The Sunday Independent has learned that Mr Callinan recently met with the Attorney General Maire Whelan at a private function at which he told her he intended to withdraw the term "disgusting". According to a source, the Government's legal adviser told him she would have "no difficulty" with this.
He had briefed officials in the department and the Attorney General's office as soon as he learned that telephone calls to garda divisional headquarters, other than 999 calls, were being recorded. Mr Callinan took immediate steps to end the practice and set up a garda working group to establish the extent of the taping.
But the issue was suddenly turned into a crisis by Mr Kenny and Justice Minister Alan Shatter, even though the gardai were not yet sure of the implications of the taping on any criminal cases other than a civil case relating to the Sophie Toscan du Plantier murder investigation, which sparked the crisis.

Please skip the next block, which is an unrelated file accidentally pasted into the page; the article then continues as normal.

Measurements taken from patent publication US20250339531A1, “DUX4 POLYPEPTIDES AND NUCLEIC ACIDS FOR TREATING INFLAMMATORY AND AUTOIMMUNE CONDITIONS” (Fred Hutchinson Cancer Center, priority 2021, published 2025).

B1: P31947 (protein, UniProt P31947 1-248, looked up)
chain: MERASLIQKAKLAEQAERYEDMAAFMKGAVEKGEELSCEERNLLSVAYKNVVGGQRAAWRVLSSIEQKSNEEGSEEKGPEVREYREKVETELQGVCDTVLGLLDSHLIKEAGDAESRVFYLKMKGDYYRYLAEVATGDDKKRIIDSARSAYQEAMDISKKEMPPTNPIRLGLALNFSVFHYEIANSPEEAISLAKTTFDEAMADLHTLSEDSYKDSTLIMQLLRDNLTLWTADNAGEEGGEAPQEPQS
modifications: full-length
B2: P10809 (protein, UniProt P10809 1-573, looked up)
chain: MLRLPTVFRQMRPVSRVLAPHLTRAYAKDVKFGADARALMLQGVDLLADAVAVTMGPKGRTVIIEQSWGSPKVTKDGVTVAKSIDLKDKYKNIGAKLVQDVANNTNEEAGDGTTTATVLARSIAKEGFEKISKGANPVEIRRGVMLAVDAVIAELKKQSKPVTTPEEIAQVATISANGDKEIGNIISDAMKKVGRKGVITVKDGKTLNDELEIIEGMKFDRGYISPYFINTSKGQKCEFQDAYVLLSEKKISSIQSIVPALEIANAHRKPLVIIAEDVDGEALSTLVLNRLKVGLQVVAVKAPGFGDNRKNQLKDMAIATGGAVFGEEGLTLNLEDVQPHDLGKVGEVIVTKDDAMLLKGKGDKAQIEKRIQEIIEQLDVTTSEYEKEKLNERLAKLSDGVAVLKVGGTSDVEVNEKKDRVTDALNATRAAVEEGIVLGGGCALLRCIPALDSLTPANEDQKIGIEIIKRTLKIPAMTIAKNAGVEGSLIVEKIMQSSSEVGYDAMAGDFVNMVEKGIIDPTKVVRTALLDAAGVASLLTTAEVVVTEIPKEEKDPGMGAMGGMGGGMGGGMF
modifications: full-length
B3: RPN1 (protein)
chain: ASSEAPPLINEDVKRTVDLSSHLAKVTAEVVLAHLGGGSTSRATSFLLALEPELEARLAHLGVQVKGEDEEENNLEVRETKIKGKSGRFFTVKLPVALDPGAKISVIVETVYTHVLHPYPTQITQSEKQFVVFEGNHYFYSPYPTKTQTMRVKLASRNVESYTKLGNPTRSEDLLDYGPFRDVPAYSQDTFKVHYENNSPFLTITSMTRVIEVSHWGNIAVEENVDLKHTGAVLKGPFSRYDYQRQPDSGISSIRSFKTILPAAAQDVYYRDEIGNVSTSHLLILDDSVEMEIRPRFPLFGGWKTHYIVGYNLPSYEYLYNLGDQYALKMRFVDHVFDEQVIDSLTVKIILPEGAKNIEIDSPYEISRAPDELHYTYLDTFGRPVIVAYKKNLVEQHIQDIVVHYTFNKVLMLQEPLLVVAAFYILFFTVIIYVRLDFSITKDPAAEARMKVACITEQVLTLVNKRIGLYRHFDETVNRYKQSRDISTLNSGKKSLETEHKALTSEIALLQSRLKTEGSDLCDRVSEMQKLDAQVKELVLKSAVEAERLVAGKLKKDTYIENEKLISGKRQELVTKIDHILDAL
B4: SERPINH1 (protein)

Mr Kenny will face accusations in the Dail that he effectively circumvented legislation which says the sacking of a commissioner requires a cabinet decision.
Fianna Fail plans to use a vote of no confidence in embattled Mr Shatter on Wednesday to expose cracks in Mr Kenny's explanation.
Its justice spokesman, Niall Collins, told the Sunday Independent: "Enda Kenny is the only person who believes that he (Kenny) did not sack Martin Callinan. It is stretching credulity beyond breaking point to maintain he didn't.
"Where Kenny is caught out is in the fact that when Purcell rang Callinan on Tuesday morning (before the cabinet meeting), he told him the concern at Government had not dissipated. But all the ministers are on the record as saying they knew nothing about the taping controversy."
Mr Kenny effectively sidelined Mr Shatter on the garda controversies in recent weeks after he became alarmed over his handling of the stream of damning revelations.
Government sources said Mr Kenny had taken a more hands-on approach after he was badly exposed by Mr Shatter over the Garda Ombudsman bugging affair. Mr Kenny had to correct the record after claiming GSOC was obliged to inform the minister of its investigations.
"It's a case of, 'If I deal with that myself, I know it will be dealt with'," one minister told the Sunday Independent.